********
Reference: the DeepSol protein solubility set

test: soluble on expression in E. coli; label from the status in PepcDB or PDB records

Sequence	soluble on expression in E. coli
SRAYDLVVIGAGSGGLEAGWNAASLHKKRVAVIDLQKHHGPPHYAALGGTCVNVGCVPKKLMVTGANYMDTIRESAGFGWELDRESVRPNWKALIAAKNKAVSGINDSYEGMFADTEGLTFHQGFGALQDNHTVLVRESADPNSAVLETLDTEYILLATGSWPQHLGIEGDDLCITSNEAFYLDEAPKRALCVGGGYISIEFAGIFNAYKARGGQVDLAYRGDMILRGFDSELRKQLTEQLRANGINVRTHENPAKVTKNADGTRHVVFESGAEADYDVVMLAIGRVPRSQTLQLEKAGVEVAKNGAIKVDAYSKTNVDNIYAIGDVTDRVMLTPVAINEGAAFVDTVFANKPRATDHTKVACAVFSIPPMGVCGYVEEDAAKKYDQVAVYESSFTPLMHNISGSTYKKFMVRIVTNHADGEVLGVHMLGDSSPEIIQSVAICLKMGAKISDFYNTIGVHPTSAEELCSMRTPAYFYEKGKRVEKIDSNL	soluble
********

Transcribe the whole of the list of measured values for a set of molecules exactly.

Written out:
Reference: the DeepSol protein solubility set

test: soluble on expression in E. coli; label from the status in PepcDB or PDB records

Sequence	soluble on expression in E. coli
SRAYDLVVIGAGSGGLEAGWNAASLHKKRVAVIDLQKHHGPPHYAALGGTCVNVGCVPKKLMVTGANYMDTIRESAGFGWELDRESVRPNWKALIAAKNKAVSGINDSYEGMFADTEGLTFHQGFGALQDNHTVLVRESADPNSAVLETLDTEYILLATGSWPQHLGIEGDDLCITSNEAFYLDEAPKRALCVGGGYISIEFAGIFNAYKARGGQVDLAYRGDMILRGFDSELRKQLTEQLRANGINVRTHENPAKVTKNADGTRHVVFESGAEADYDVVMLAIGRVPRSQTLQLEKAGVEVAKNGAIKVDAYSKTNVDNIYAIGDVTDRVMLTPVAINEGAAFVDTVFANKPRATDHTKVACAVFSIPPMGVCGYVEEDAAKKYDQVAVYESSFTPLMHNISGSTYKKFMVRIVTNHADGEVLGVHMLGDSSPEIIQSVAICLKMGAKISDFYNTIGVHPTSAEELCSMRTPAYFYEKGKRVEKIDSNL	soluble